Milton said “First there was chaos, the vast immeasurable abyss, outrageous as a sea, dark, wasteful, wild.” From this chaotic beginning, humans began to craft objects to deal with health, safety, utiliity and pleasure. Each one of us has a different relationship to objects. We choose them based on utility, aesthetics, memory, associations or simply intuition. Some objects are pre-made; some custom made. This post is about the relationship between these objects our emotions and the search for perfection.


For our house in Mexico, we have tried to create a space that will hold objects in their overall relationship to each other and the room. We crafted the proportion of the rooms to respect the historical nature of the late 19th century architecture in Merida. This proportional logic was extended to the new spaces.

Lea and I both have different, yet also similar, relationships to the objects we have collected, commissioned and created.

For Lea, her relationship is entwined with her history of design, her wonderful “eye” and the lessons she learned from her father, including: “take care of your tools and your tools will take care of you.” Objects matter to her. When they are violated, through misuse, vandalism or neglect, it stirs within her a dissonance that is visible in her body language. She has such a refined “eye” that she sees every imperfection. This attribute is wonderful but, at times, can lead to frustration that not everyone shares her ability and caring. Here in Mexico we are finding this to be particularly true and, at times, the frustration swells within her and stirs deep emotions.

For me, my relationship to objects is bound to my upbringing. I was not, like Lea, surrounded by aesthetically beautiful or well made objects. My parents respected well made things–but our financial circumstances led to “home made” and “store bought” objects. Even so, they were cared for. My father taught me first and foremost how to fix things. It was better to repair than buy. It was better to “re-purpose” than to buy new. So, when I view an object my first instinct is to figure out how it was made and how, when the time comes, I can “fix it.” I have, since becoming an architect (and, marrying Lea) taught myself about objects. I have learned about designers, materiality and craft. I know what I like and now, happily, can afford to acquire nice things. Ironically, this financial ability has led to buying less–and only buying what is exceptionally well made.

The dilema that we are facing now is reconciling this relationship with objects and our equally powerful instinct to seek perfection and harmony–a spatial balance that creates within us a calm. We are not naive and know that perfection is an elusive goal that is never really reached. Most definitions of perfection follow this logic: an impossiblity, something unattainable, something that cannot be reached..ever. Does this “impossibility” mean we should just resign ourselves to imperfection? Or is the journey to reach perfection itself enough to satisfy ourselves that we care and will not give up the search?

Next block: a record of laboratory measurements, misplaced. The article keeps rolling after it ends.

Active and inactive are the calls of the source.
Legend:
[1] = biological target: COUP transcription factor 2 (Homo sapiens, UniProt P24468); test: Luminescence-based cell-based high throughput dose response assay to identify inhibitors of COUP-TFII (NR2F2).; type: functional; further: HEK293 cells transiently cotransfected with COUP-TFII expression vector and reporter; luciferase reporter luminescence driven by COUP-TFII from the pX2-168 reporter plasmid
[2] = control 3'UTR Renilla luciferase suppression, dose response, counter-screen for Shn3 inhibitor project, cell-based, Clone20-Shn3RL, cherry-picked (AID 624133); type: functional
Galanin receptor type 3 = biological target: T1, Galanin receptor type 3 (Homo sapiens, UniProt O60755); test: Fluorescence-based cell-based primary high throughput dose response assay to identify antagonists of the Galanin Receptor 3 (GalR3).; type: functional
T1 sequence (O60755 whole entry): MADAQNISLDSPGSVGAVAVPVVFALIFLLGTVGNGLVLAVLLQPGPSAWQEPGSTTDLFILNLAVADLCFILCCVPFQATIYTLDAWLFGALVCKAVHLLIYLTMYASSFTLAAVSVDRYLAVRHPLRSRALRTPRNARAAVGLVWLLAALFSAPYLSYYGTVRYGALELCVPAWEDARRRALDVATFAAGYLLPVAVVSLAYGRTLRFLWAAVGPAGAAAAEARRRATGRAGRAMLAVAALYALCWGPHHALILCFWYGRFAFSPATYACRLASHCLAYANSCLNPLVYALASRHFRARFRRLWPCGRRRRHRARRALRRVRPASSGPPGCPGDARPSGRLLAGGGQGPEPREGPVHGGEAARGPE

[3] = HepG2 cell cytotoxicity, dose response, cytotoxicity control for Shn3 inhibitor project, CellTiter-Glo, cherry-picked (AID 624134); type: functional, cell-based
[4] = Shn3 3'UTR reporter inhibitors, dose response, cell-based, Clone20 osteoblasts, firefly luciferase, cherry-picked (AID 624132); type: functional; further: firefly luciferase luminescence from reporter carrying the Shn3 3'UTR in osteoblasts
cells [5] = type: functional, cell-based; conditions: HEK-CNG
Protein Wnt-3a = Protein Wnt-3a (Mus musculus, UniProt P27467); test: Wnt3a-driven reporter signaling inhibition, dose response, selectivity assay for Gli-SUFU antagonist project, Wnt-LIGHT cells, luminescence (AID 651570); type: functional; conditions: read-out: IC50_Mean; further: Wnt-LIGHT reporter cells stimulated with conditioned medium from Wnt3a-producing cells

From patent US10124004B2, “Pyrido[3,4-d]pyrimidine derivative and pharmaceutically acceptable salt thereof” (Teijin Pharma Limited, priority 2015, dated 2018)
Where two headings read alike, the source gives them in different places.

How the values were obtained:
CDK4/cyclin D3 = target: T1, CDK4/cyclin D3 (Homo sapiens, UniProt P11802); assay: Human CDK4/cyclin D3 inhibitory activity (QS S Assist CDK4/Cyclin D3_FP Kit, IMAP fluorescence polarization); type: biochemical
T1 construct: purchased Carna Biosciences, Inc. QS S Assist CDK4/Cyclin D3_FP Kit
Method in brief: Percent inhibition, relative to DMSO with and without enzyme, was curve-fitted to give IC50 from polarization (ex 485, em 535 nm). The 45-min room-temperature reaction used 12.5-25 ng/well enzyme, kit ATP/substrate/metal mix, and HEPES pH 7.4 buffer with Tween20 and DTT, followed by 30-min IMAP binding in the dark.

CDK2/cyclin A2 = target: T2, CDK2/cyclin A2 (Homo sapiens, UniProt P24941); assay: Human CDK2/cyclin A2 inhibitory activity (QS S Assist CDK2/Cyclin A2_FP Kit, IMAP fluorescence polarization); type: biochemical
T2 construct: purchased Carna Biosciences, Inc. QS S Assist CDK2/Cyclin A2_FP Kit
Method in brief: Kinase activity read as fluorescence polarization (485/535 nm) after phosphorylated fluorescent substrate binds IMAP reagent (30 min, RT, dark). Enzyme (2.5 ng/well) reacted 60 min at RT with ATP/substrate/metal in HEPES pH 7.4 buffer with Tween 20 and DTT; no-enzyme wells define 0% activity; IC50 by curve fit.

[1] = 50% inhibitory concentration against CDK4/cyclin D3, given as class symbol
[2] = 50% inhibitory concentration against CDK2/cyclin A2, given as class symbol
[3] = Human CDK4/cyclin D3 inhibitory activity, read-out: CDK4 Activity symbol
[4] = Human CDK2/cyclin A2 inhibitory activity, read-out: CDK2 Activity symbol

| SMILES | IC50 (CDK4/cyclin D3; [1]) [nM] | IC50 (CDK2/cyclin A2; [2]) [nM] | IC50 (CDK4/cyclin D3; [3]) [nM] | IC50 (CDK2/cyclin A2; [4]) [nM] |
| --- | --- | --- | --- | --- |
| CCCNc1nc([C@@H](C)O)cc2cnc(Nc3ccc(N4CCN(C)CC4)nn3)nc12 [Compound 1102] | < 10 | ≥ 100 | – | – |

We have learned during the process of building this house in Mexico that we will likely never get to where we imagine we should be. We will not be able to change the culture of the Mexicans. We can not expect someone who has not learned about art and craft to suddenly understand what we are trying to achieve. At the best, we can be patient and keep trying to create teaching moments for those who want to learn. This has, slowly, worked for some of the people building our house. For others, it is simple impossible (and has lead to us firing one contractor.) We have, however, learned that there is also beauty in the imperfect–especially for objects where the human intervention is clear. This is the case of our new dining table. We purposely made sure the table was not “over finished”. The top, from 3 simple boards, was hand planed instead of being machined. When you run your hand over the surface you can feel the undulations created by uneven pressure on the plane by the muscles of the workman. This experience telegraphs the creation of the object. It conveys human intervention. It creates the perfect contradiction: through imperfection the table is perfect.

This is my definition of perfection: when human intervention is intentional and deliberately focused on highlighting the intrinsic qualities of the object and not subjugating these qualities through neglect, misuse or lack of care. A bit wordy, I know. But as Roland Barthes has written, an object has three types of messages: linguistic, coded (symbolic) and literal.  Each reinforces the other. In the case of our table, it is called a table, symbolizes communion, and is, in fact, a wood table.

My favorite philosopher, Ludwig Wittgenstein, strove his whole life to reach a perfect world. He spent endless hours searching for the perfect word. He even agonized over gifts like the perfect handkerchief for a friend. His friends suffered his impatience with imperfection. His seriousness in life and his search for perfection has been described as one of the reasons he was hard to live with and may have been why so many thought of him as an unhappy person. I personally believe his search for perfection was exactly why he is regarded as one of the greatest philosophers ever. For me, searching and impatience will be part of our lives–and will, when all is said and done, be why we walked on this earth.

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